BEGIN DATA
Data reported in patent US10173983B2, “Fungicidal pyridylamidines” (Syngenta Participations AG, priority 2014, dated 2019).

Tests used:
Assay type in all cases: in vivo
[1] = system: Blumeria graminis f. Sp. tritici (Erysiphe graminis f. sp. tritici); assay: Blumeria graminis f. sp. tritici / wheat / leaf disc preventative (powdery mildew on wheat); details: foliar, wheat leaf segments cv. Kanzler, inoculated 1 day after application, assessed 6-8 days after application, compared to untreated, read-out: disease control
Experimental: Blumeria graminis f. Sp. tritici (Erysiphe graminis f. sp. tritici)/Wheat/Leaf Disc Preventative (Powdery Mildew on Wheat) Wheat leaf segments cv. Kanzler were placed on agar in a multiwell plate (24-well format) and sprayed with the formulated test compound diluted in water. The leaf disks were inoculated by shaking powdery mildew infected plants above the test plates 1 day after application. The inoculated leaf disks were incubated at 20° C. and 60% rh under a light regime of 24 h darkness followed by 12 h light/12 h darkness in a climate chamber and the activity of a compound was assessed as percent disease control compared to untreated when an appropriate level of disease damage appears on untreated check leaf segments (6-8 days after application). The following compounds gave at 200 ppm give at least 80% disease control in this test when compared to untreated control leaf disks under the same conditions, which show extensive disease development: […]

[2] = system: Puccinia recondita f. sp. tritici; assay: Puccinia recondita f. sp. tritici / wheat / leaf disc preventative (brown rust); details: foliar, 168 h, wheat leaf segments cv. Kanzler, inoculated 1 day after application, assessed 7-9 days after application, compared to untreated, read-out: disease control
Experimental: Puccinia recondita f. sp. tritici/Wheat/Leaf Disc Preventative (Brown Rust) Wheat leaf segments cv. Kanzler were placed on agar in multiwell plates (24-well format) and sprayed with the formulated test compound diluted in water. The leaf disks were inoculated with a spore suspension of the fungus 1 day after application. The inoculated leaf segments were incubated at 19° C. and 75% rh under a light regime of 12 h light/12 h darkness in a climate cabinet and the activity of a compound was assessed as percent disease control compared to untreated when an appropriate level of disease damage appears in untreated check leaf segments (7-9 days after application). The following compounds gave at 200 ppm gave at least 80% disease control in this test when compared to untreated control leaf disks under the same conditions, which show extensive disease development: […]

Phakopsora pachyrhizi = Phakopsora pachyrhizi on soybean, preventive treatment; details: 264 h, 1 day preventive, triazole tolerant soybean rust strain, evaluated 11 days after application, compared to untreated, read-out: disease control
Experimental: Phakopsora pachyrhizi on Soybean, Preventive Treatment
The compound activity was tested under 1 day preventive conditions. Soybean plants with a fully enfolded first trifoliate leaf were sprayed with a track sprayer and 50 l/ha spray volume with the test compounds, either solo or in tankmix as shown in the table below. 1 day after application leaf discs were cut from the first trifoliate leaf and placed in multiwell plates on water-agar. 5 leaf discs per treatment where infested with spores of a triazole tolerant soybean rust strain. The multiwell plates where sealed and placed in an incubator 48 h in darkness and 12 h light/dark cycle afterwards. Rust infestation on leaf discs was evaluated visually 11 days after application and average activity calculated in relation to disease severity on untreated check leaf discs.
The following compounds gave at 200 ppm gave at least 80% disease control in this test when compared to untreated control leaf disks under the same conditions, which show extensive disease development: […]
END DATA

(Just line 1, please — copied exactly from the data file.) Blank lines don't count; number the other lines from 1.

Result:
Data reported in patent US10173983B2, “Fungicidal pyridylamidines” (Syngenta Participations AG, priority 2014, dated 2019).